Joe Biden AGAIN defends catastrophic Afghanistan situation by calling troop withdrawal 'the right decision'

JOE Biden has once again insisted that pulling US troops out of Afghanistan was "the right decision" as he defended his handling of the crisis.

The President has suffered a huge wave of backlash after the Taliban quickly seized the war-torn country after 20 years of warfare.

But despite widespread criticism, Biden said during a live address to the nation this afternoon that he is "convinced" he made the right move in withdrawing US troops.

"My job is to make judgments," he said.

"My job is to make judgments no one else can or will make. I made them.

"I am convinced I am absolutely correct in not deciding to send more women and men to war, for a war that in fact is no longer warranted.

"This was the logical, rational and right decision to make."

With thousands of Americans and Afghan refugees still stranded in Kabul following the Taliban's takeover after the President ordered US troops to leave Afghanistan, Biden met with members of his national security team to discuss the situation today ahead of the address.

According to the White House, Biden, Secretary of State Antony Blinken, Defense Secretary Lloyd Austin and other members talked out "the security situation and counterterrorism operations".

It comes as the US military considers “creative ways” to get Americans and others into the Kabul airport for evacuation from Afghanistan amid “acute” security threats, Biden administration officials said.

Read our Afghanistan live blog for the very latest news and updates…

The Pentagon on Sunday ordered six US commercial airlines to help move evacuees from temporary sites outside of Afghanistan.

At the one-week mark since the Taliban completed its takeover of the country, the US-directed airlift from Kabul continued today even as US officials expressed growing concern about the threat from the Islamic State group.

That worry comes on top of obstacles to that mission from the Taliban, as well as US government bureaucratic problems.

Following today's update from the President, Afghanistan will be the chief topic of discussion when Biden and leaders of the Group of Seven industrialized nations meet virtually on Tuesday.

“The threat is real, it is acute, it is persistent and something we’re focused with every tool in our arsenal,” Biden’s national security adviser, Jake Sullivan, said.

Sullivan said on CNN’s “State of the Union” that 3,900 people had been airlifted out of Kabul on US military flights over the past 24 hours.

A US defense official, speaking on condition of anonymity to provide details not yet made public, said those people were flown on a total of 23 flights — 14 by C-17 transports and nine aboard C-130 cargo planes.

That represents an increase from 1,600 flown out aboard U.S. military planes in the previous 24 hours, but remains far below the 5,000 to 9,000 that the military says it has the capacity to airlift daily.

Sullivan also said about 3,900 people were airlifted on non-US military flights over the past 24 hours.

The Biden administration has given no firm estimate of the number of Americans seeking to leave Afghanistan. Some have put the total between 10,000 and 15.000. Sullivan on Sunday put it at “several thousand.”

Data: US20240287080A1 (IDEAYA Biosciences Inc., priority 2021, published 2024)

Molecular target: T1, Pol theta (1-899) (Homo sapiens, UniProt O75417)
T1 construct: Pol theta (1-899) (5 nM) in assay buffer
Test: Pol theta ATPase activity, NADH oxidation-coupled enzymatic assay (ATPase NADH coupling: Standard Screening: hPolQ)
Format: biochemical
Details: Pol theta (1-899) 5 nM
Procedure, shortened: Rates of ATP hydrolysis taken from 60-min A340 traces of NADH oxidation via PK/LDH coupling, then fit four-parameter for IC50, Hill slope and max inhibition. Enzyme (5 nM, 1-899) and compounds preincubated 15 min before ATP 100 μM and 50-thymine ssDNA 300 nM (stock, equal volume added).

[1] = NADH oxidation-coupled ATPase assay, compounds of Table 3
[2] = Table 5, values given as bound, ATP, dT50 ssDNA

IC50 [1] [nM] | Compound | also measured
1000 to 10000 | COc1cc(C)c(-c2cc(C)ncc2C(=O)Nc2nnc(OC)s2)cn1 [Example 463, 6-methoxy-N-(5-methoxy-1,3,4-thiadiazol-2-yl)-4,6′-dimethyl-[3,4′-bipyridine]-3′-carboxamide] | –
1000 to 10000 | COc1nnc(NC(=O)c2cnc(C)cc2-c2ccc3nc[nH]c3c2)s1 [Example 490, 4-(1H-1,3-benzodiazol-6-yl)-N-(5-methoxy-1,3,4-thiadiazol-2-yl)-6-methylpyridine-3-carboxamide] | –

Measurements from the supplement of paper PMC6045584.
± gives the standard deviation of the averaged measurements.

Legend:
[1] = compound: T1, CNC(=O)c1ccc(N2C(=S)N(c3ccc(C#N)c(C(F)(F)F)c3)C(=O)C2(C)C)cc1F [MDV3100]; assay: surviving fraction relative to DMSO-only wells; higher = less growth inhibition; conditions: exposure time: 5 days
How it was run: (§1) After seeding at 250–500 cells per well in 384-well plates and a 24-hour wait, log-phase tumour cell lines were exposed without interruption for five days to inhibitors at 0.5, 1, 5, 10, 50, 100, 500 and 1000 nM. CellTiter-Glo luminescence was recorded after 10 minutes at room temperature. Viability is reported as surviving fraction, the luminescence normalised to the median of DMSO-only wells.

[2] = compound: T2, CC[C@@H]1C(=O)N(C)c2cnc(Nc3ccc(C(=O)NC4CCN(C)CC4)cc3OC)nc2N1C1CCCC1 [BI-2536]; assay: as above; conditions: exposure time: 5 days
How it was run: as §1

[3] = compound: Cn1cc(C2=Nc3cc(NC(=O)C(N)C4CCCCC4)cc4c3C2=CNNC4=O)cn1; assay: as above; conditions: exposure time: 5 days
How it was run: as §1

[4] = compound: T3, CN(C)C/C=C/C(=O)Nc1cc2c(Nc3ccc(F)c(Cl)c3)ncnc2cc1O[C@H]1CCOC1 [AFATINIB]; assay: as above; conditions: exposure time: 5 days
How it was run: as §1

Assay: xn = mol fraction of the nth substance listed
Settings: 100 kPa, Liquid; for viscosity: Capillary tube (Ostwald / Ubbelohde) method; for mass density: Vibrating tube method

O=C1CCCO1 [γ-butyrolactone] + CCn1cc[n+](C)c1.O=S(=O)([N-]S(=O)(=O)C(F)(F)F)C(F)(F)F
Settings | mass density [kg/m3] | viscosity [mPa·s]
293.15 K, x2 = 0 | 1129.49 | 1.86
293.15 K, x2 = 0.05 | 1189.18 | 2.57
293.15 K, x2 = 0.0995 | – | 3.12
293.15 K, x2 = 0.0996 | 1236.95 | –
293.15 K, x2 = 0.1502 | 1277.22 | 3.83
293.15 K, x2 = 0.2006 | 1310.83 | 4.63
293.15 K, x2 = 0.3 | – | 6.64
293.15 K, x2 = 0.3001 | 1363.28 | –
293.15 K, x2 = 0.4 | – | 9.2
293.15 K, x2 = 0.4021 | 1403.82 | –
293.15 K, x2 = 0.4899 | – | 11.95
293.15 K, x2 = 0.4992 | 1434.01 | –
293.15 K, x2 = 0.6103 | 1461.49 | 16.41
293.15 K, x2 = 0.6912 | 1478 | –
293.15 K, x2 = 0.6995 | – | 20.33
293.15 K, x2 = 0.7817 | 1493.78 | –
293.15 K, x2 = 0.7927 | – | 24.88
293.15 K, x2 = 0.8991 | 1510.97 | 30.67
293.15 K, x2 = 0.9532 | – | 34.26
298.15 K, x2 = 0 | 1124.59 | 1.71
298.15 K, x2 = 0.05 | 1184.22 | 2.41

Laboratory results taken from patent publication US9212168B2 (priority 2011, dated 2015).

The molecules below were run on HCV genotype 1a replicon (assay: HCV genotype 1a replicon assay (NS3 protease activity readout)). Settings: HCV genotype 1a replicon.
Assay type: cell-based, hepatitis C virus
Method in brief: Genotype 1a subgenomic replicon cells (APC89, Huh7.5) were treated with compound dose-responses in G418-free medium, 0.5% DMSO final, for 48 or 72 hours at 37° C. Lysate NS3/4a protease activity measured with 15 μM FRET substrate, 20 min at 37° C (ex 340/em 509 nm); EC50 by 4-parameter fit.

Speaking on ABC’s “This Week,” Austin said that as Biden’s August 31 deadline for ending the evacuation operation approaches, he will recommend whether to give it more time.

Tens of thousands of Americans and others have yet to be flown out of the country.

In a notice Sunday, the State Department urged people seeking to leave Afghanistan as part of an organized private evacuation effort not come to the Kabul airport “until you have received specific instructions” to do so from the US Embassy’s flight organizer.

The notice said that others, including American citizens, who have received specific instructions from the embassy to make their way to the airport should do so.

Austin said the airlift would continue for as long as possible.

“We’re gonna try our very best to get everybody, every American citizen who wants to get out, out,” Austin said in the interview with ABC, which aired Sunday but was taped Saturday.

"And we’ve got — we continue to look at different ways to — in creative ways — to reach out and contact American citizens and help them get into the airfield.”

He later said this included non-Americans who qualify for evacuation, including Afghans who have applied for Special Immigrant Visas.

Austin noted that the US military on Thursday had used helicopters to move 169 Americans into the airport from the grounds of a nearby hotel in the capital.


It comes after Biden canceled his trip to his holiday home in Delaware as the crisis in Afghanistan rages on.

The White House confirmed on Saturday that the President had ditched plans to travel to Wilmington, Delaware and will instead remain in Washington DC.

Biden has faced a huge tirade of backlash over his handling of the situation in Afghanistan after he gave the green light for US troops to withdraw from the war-torn country after 20 years.

Adding to the wave of criticism, Dan Bongino has insisted Biden must "resign immediately" as his approval ratings slump.

The political commentator and radio host branded Biden a "total, epic, colossal apocalyptic failure" and accused him of being a "coward".

Speaking on Unfiltered with Dan Bongino on Fox News, he demanded Biden be impeached if he doesn't resign.

"I have a couple of messages I need to get out there – they’re important," he began.

"The first message is for Joe Biden, our president in name only: You failed.

"You are a total, epic, colossal apocalyptic failure.

"You failed the American people, you failed our country, you failed our military, our Army, our Marines, our Air Force, our Navy, you failed the Afghan people, you failed our allies."

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